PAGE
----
A 40-year-old Indian male presented with 2 months history of a slowly growing firm swelling in the nasal septum associated with intermittent epistaxis. The patient's medical history was not significant. The routine general examination was also within normal limits. Grossly, the excised lesional mass was globular with cut section showing capsulated grayish white solid mass of 1 Χ 1 cm size. Histologically, the hematoxylin-eosin (H-E) stained section showed surface pseudostratified ciliated columnar epithelium, thin fibrous encapsulation and presence of seromucinous glands both within and outside the lesional component. The lesion proper comprised epithelioid plump to spindle cells, with large vesicular nuclei and distinct cell border, mild acidophilic to clear cytoplasm, mild to moderate nuclear pleomorphism and scattered mitotic figures. The neoplastic cells were forming miniature capillary buds or vascular channels with little cytoplasmic lumen and many of them were containing red blood cells [Figure 1]. Areas of hyalinization and edema were also seen in the stroma. There was no tumor necrosis. Based on these findings, the histopathological diagnosis was made as EHE.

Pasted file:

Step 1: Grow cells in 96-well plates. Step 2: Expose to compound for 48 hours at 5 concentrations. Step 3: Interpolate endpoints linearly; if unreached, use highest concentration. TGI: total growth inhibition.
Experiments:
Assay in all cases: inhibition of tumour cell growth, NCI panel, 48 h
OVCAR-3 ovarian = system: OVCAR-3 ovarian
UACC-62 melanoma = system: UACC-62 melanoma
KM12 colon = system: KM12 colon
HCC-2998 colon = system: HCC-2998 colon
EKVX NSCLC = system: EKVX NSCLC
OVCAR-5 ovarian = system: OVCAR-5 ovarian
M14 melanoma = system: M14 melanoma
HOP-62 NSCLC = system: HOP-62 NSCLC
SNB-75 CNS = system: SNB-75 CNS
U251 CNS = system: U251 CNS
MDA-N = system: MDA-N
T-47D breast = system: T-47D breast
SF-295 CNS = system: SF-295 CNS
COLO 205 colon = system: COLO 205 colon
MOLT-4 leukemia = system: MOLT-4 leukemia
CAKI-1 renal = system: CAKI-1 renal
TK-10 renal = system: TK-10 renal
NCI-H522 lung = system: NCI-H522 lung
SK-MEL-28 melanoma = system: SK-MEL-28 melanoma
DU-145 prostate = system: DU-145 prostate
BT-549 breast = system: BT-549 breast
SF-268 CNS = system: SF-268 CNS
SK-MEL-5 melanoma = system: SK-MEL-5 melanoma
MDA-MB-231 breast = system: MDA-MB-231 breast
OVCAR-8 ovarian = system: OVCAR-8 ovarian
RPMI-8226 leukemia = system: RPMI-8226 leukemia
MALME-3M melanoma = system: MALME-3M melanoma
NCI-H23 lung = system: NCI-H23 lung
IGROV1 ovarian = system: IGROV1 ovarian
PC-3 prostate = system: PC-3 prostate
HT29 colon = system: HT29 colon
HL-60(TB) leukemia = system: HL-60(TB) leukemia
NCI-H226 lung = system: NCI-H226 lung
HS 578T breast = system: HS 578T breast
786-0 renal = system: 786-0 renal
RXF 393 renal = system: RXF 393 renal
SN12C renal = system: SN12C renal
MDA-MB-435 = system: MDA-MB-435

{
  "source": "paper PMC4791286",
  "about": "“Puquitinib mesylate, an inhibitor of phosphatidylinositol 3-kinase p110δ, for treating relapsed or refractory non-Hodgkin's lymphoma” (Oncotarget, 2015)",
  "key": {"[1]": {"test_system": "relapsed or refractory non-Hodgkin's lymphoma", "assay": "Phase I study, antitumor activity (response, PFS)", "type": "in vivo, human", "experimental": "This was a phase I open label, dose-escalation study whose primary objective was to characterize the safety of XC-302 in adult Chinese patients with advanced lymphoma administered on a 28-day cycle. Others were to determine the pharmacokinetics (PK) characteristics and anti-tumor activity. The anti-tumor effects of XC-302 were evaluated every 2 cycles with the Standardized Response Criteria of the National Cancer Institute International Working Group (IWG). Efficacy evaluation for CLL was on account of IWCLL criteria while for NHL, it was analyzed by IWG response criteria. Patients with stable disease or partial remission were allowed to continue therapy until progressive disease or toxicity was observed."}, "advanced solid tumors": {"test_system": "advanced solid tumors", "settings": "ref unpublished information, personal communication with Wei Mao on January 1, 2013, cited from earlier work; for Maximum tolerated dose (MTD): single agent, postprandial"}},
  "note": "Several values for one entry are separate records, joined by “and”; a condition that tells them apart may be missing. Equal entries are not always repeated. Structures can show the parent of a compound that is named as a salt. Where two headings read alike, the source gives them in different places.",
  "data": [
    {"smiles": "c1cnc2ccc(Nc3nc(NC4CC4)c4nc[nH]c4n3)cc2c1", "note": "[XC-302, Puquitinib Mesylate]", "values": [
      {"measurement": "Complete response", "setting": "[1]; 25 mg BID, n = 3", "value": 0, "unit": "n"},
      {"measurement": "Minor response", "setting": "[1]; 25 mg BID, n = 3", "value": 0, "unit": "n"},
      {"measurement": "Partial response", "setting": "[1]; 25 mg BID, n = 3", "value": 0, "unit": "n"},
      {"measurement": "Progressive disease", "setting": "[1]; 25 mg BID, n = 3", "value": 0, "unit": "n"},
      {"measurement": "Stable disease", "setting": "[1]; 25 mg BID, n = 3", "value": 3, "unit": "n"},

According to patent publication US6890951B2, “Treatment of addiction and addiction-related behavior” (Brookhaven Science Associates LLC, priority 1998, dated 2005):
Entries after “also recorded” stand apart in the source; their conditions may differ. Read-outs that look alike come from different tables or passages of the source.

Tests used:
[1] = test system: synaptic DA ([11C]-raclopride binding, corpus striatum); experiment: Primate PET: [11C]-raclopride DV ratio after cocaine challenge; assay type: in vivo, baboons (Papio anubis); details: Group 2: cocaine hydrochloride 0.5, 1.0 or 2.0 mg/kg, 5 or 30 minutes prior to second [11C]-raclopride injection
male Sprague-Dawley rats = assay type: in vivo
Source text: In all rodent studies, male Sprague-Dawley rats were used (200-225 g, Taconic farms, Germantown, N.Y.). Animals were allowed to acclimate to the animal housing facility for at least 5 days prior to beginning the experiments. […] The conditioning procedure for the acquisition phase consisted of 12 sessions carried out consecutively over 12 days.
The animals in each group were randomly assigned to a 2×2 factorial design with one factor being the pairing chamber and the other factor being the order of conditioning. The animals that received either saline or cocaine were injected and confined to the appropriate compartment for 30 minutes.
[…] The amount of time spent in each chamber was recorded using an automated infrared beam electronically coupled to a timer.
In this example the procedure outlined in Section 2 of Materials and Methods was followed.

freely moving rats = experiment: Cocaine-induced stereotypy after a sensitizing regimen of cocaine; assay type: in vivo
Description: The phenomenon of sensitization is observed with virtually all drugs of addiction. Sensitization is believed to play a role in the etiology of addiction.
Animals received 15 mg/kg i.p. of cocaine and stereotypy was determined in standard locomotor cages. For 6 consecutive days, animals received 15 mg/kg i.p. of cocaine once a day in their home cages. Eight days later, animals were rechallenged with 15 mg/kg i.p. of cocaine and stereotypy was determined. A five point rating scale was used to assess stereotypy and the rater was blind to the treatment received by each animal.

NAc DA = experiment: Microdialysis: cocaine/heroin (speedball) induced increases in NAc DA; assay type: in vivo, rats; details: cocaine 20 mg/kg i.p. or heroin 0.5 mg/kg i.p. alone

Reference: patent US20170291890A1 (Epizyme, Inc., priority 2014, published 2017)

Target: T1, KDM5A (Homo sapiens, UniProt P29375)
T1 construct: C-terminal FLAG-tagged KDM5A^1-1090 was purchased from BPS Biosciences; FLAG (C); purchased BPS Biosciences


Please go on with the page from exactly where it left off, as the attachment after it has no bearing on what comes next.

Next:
Figure 1:
Lesion composed of plump cells with large nuclei showing intracytoplasmic lumen containing red blood cells (hematoxylin and eosin staining, ×400)

Reticulin staining as well as a panel of immunohistochemical markers were performed to confirm the diagnosis. The reticulin staining highlighted a dense reticulin network surrounding individual tumor cells. Immunohistochemically, the tumor was positive for vimentin, CD31, CD 34 [Figure 2] and also for anti-factor VIII. This vascular marker was more accentuated at the site of miniature intracytoplasmic vascular lumina. Immunostain for Ki67, a proliferation marker, showed only 10% nuclear positivity and, in addition, weak staining of vascular endothelial growth factor (VEGF) was noted.

Figure 2:
Positivity for CD34 and CD31 (inset) (immunohistochemical staining, ×400)

DISCUSSION

EHE in the head and neck region is extremely rare. The common locations of EHE include soft tissue of extremities, skin, liver, lung and bone. Very few cases of EHE are described in nasal cavity in the current literature.

Among the vascular tumors of nasal cavity, lobular capillary hemangioma is quite common. This circumscribed lesion is composed of lobules of capillaries lined by plump endothelial cells. The stroma in between the lobules is fibromyxoid. Though high mitoses may be observed in the cellular areas, atypical ones are not seen yet.